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Is Brain Dead Really Dead?

By Amber Green

Amber Green is currently a senior in the Emory College of Arts and Sciences, double majoring in Neuroscience and Behavioral Biology and Philosophy. Her majors led her to an interest in neurophilosophy and neuroethics. She hopes to pursue a MA in Bioethics and/or Neurophilosophy and go into a career as a clinical neuroethicist after graduating in May.

Having a family member pronounced dead is a very heartbreaking moment. Be it your pet, your sister, your mother, or your child, the pain you feel when the doctor reports that your loved one has passed away is overwhelming. Doctors know that there are no take-backs once they inform the family of the patient’s death, which is why there are strict procedures for a doctor to follow when declaring someone dead. However, when it comes to “brain death” and the advances of life support technology, these procedures become harder to follow and leads one to ask the question: “More importantly, if the brain is dead, are we dead?”

In Oakland, California, this past year, a 13-year old girl named Jahi McMath had been maintained on a ventilator since an elective procedure to treat her sleep apnea went horribly wrong. Jahi McMath had been pronounced brain dead, yet she had not been taken off of life support. In fact, her parents persuaded a judge to have her life support extended for at least a week past the doctor’s declaration of brain death. Her parents insisted that she is still alive and that taking their daughter off life support is equivalent to killing her. But, who is in the right: the doctors or the parents of Jahi McMath? And whose wishes should we honor?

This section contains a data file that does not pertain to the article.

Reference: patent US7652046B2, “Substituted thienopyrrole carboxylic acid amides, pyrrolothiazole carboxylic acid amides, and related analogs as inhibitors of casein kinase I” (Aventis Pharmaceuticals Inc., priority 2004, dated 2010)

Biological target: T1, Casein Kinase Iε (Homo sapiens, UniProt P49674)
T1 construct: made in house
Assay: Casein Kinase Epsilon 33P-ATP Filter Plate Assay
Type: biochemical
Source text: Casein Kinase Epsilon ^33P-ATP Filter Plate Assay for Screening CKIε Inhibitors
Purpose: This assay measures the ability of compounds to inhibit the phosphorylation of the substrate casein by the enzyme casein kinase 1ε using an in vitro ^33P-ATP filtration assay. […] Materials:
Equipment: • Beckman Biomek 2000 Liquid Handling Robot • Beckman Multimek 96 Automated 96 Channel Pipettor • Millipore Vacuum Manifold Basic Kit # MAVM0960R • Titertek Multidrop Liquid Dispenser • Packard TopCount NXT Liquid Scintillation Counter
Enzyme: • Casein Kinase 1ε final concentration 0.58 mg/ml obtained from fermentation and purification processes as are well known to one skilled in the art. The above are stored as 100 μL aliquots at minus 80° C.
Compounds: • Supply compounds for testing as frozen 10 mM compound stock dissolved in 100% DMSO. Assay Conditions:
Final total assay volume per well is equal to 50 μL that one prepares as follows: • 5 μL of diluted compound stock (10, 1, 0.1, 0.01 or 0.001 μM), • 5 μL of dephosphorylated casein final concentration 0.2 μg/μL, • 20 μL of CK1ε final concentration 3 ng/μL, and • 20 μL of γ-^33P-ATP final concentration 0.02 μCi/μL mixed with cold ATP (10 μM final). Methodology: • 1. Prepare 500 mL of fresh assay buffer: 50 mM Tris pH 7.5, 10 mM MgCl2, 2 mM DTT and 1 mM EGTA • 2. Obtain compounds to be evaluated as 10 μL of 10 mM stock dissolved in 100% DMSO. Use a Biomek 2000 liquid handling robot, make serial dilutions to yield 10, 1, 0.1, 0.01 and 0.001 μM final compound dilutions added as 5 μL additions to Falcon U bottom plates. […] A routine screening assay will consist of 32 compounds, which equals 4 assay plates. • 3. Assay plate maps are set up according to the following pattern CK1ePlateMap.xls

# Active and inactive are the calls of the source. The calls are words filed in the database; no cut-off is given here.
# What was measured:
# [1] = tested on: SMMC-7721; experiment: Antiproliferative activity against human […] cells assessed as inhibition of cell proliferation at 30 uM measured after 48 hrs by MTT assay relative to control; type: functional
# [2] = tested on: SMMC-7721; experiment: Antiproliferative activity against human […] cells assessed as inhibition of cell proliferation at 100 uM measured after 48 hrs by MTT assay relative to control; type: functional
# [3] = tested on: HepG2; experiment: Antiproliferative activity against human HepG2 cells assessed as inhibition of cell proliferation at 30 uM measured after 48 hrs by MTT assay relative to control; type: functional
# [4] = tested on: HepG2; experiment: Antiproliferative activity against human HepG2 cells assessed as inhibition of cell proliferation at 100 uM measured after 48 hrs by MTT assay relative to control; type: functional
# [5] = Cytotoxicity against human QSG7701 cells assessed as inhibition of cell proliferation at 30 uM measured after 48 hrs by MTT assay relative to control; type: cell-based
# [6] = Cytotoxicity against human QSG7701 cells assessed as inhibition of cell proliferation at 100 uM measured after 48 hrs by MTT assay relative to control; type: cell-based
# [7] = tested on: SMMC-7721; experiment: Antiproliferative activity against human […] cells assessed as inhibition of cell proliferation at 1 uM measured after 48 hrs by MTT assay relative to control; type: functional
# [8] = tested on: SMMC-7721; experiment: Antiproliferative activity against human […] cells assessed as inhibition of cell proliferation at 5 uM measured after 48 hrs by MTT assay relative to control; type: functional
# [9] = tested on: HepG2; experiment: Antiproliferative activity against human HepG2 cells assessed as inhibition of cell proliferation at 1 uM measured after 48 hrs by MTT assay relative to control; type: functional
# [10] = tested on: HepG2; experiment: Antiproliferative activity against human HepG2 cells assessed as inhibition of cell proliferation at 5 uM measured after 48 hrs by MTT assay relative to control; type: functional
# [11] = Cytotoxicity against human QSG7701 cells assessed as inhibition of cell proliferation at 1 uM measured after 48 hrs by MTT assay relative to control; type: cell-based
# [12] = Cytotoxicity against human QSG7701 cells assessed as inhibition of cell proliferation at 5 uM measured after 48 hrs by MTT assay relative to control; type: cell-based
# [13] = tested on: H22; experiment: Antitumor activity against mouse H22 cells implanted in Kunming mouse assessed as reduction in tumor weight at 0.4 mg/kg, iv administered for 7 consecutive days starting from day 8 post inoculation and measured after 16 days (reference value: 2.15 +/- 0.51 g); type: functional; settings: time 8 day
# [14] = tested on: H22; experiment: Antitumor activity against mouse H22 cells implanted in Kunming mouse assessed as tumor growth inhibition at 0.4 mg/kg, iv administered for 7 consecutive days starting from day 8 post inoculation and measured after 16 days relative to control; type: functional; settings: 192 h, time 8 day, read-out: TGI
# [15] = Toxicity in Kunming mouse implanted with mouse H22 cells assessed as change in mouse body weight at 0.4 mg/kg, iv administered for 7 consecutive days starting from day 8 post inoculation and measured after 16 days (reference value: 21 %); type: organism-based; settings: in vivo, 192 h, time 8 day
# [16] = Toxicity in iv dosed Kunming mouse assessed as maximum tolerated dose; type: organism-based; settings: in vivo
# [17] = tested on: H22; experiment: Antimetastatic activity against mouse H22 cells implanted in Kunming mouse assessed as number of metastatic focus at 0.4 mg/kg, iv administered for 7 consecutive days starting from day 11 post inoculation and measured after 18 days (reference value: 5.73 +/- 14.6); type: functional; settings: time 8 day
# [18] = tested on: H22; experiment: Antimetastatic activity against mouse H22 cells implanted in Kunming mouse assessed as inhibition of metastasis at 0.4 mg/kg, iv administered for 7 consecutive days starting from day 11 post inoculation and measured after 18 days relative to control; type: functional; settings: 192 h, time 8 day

Brain death, according to the Uniform Determination of Death Act, is a concept used to describe the “irreversible cessation of the entire brain, including the brain stem.” Moreover, in 1968, the Report of the Ad Hoc Committee of the Harvard Medical School stated that brain death is the primary basis for declaring someone dead. If the brain, including the brain stem, is harmed in any sufficient amount, respiratory failure, followed by terminal cardiac arrest will ensue. This is because the brain is the ultimate control center of the body, sustaining the functions of other organs (Pernick 1999). With advances in cardiac life support technology, patients could be resuscitated after a traumatic injury to either the brain or the heart. Also, in order to be viable for organ donation, organs have to be able to function, i.e. the heart should be able to pump blood and beat. But, there is no need for the brain to function for vital organ transplantation. Therefore, with its institution in the University of Pittsburgh in the early 1990s, brain death became an important criterion for declaring death that also allowed for functioning organs for organ donation. Furthermore, it is also speculated by Professor Charles Vincent of Clinical Safety Research in the Imperial College in London that having brain death be a criterion for defining death would take care of the overcrowding problem plaguing hospitals, an idea that is controversial. By permitting hospitals to have a reason to reallocate resources from people like Marlise Munoz, a pregnant mother declared brain dead but being kept on life support by the state of Texas, the hospital provided resources towards patients who might be considered to have better prospects at living and not just living, but living with what by many would be considered a higher quality of life than living dependently on a ventilator.